DVG makes a slick product. When you first open the box to Thunderbolt Apache Leader you can’t help but be struck by beautiful quality of the components. And not only attractive, but the components are very functional and contribute to smooth game play. The tiles used for terrain are thick and have a laminated surface on both sides. The counters (and there are a lot of them) are of the same quality and pleasing to the eye.
The rulebook is clearly written and easy to follow. It lays out the details in such an order than you can be set up to play before you’re a third of the way through the book. This can be very satisfying when you consider all the rulebooks you’ve had to read from cover to cover before you even lay the gameboard out on the table. Once you see TAL set up and ready to play, it draws you in and leads along so that you’re actually playing the game before you feel any lapse of time. This is obviously a case where “practice makes perfect,” since Dan Verssen has had valuable experience in his game designs to be perfecting his product.
There are a lot of cards in this game, and they’re designed in such a way as to provide a maximum of suspense during play, and an unimaginable number of play options. For example, there are twenty-eight different pilots/ aircraft to choose from, and each pilot has six different levels. When you consider the different wars you can tackle, and the eight different situations in each war, and multiply that times the pilots/aircraft, well, you can see that unless you’re marooned on a dessert isle for a long time you’ll never get to play all the combinations. Then there are the random events provided via cards. These add more flavor to the game than MSG. This game is no cake-walk, and you’ll find those cards throwing some nerve-wracking curve balls, while at other times providing just the trick you needed at the right moment.
There are a lot of other reviews out there that go into the close-up play-by-play detail of the game, so I won’t belabor that again here, but suffice it to say, the game flows very quickly and smoothly AND provides a fun sense of flying chopper missions to take out nefarious foes. What most stands out to me is the plethora of decisions you get to/have to make in this one game. You have to choose your aircraft, then your pilot, then your weapons, are you going to fly high, or come in over the trees (or dunes), are you going to go for that enemy unit, or call it a day after sustaining damage. On and on and on. All-in-all a prescription for a great game.
I’ve only played the introduction scenario – Iraq Surge – just to be familiar with the game, so I can’t say anything about how well the game will keep you interested in playing over the long term, but if you love solitaire games and you find you love this system, you have a LOT of game before you.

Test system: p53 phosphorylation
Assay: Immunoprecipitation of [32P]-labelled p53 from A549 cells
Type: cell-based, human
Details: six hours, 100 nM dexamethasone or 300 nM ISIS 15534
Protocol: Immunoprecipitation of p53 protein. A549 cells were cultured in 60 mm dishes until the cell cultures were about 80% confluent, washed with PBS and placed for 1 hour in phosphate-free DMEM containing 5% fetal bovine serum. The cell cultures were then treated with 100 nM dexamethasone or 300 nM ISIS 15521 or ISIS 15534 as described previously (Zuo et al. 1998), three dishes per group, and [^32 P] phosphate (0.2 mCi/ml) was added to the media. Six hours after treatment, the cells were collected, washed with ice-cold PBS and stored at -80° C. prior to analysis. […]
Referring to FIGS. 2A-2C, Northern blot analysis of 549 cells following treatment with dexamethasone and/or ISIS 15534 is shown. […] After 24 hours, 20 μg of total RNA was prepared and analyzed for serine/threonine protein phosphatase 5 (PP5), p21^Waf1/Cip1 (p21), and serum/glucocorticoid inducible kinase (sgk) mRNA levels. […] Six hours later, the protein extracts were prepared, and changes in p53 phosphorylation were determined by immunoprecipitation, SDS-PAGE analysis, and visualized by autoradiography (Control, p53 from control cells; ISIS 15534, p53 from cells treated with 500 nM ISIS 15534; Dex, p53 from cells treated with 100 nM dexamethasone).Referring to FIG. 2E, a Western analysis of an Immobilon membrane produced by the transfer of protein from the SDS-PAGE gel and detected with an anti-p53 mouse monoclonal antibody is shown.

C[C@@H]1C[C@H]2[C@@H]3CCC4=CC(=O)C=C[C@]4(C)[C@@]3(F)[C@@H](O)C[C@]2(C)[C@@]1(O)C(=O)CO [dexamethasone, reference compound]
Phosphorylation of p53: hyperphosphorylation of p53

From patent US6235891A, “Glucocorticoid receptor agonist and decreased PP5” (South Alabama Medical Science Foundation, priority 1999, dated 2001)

So far all I’ve said about the game is on the positive side. On the other side of the ledger, first thing to point out is that it is a solitaire game. No surprise to anyone considering the game, so that shouldn’t be a factor, except that I’ve never cared for solitaire games. I have to have a living, breathing opponent or the game just doesn’t excite me. The only reason I played it at all is because it was handed to me to review, so review it I have. But quite honestly I don’t think I’ll pull it out again. Don’t get me wrong – it’s a beautiful game and I did get drawn in as I set it up, but it’s still a solitaire game and didn’t earn a place in my heart as, say, Hannibal: Rome vs. Carthage. If you enjoy solitaire games, you’ll have to put this one on your “must own” list. HOWEVER, if you only enjoy boardgames when there’s a flesh-and-blood opponent sitting across from you, you’ll probably not care for this game. Second, this is the kind of game that really works better as a video game. I’ve praised the quality of the game’s components, and rightly so, but when you consider the time investment to read the rules and set up the game you can’t avoid the creeping thought, “Man! I wish I could just turn on the x-box and start blowing up crap.”
And in the way of closing, I have to let you know that until I passed that exam for flight school I’d never dreamed of being a chopper pilot and I’ve never really regretted I didn’t make it. I think I had a LOT more fun jumping out of choppers into hot LZs that I’d have had flying them.
High quality components.
Well written and organized rulebook.
SO MANY CHOICES!
Excellent fit to the theme.
Would be more fun (IMO) as a video game.
It’s a solitaire game.
You can get Thunderbolt Apache Leader direct from DSV, right here:
DVG thinks it would work well as a video game too, that's why Phantom Leader (another similar solitaire game in this line) was released on iOS last week. :)
I was Airborne Infantry too. Just years later. Happy belated Veterans Day Sir.
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